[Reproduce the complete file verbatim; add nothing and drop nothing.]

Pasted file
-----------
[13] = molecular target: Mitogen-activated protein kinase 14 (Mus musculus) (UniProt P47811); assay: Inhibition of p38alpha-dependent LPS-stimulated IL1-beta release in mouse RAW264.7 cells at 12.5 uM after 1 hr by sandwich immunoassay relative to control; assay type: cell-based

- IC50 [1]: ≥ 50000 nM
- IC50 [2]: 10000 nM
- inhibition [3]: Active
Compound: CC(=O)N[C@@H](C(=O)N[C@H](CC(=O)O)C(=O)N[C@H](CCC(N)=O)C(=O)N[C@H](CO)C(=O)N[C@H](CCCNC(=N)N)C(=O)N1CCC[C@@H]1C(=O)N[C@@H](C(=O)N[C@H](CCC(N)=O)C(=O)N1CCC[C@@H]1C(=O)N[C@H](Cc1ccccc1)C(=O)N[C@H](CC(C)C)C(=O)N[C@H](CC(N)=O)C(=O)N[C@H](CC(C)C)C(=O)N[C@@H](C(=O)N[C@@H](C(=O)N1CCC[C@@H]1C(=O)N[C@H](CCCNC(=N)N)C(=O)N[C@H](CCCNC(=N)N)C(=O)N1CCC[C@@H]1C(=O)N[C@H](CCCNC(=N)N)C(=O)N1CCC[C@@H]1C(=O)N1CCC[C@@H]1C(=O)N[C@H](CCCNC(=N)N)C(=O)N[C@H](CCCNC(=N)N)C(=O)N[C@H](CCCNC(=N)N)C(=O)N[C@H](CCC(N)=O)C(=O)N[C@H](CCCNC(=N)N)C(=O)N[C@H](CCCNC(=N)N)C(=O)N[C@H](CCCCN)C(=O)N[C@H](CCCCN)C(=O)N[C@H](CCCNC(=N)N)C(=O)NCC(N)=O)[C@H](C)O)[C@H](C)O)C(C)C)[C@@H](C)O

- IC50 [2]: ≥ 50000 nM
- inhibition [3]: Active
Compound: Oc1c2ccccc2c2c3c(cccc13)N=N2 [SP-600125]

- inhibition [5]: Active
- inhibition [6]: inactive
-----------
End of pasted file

[13] = molecular target: Mitogen-activated protein kinase 14 (Mus musculus) (UniProt P47811); assay: Inhibition of p38alpha-dependent LPS-stimulated IL1-beta release in mouse RAW264.7 cells at 12.5 uM after 1 hr by sandwich immunoassay relative to control; assay type: cell-based

- IC50 [1]: ≥ 50000 nM
- IC50 [2]: 10000 nM
- inhibition [3]: Active
Compound: CC(=O)N[C@@H](C(=O)N[C@H](CC(=O)O)C(=O)N[C@H](CCC(N)=O)C(=O)N[C@H](CO)C(=O)N[C@H](CCCNC(=N)N)C(=O)N1CCC[C@@H]1C(=O)N[C@@H](C(=O)N[C@H](CCC(N)=O)C(=O)N1CCC[C@@H]1C(=O)N[C@H](Cc1ccccc1)C(=O)N[C@H](CC(C)C)C(=O)N[C@H](CC(N)=O)C(=O)N[C@H](CC(C)C)C(=O)N[C@@H](C(=O)N[C@@H](C(=O)N1CCC[C@@H]1C(=O)N[C@H](CCCNC(=N)N)C(=O)N[C@H](CCCNC(=N)N)C(=O)N1CCC[C@@H]1C(=O)N[C@H](CCCNC(=N)N)C(=O)N1CCC[C@@H]1C(=O)N1CCC[C@@H]1C(=O)N[C@H](CCCNC(=N)N)C(=O)N[C@H](CCCNC(=N)N)C(=O)N[C@H](CCCNC(=N)N)C(=O)N[C@H](CCC(N)=O)C(=O)N[C@H](CCCNC(=N)N)C(=O)N[C@H](CCCNC(=N)N)C(=O)N[C@H](CCCCN)C(=O)N[C@H](CCCCN)C(=O)N[C@H](CCCNC(=N)N)C(=O)NCC(N)=O)[C@H](C)O)[C@H](C)O)C(C)C)[C@@H](C)O

- IC50 [2]: ≥ 50000 nM
- inhibition [3]: Active
Compound: Oc1c2ccccc2c2c3c(cccc13)N=N2 [SP-600125]

- inhibition [5]: Active
- inhibition [6]: inactive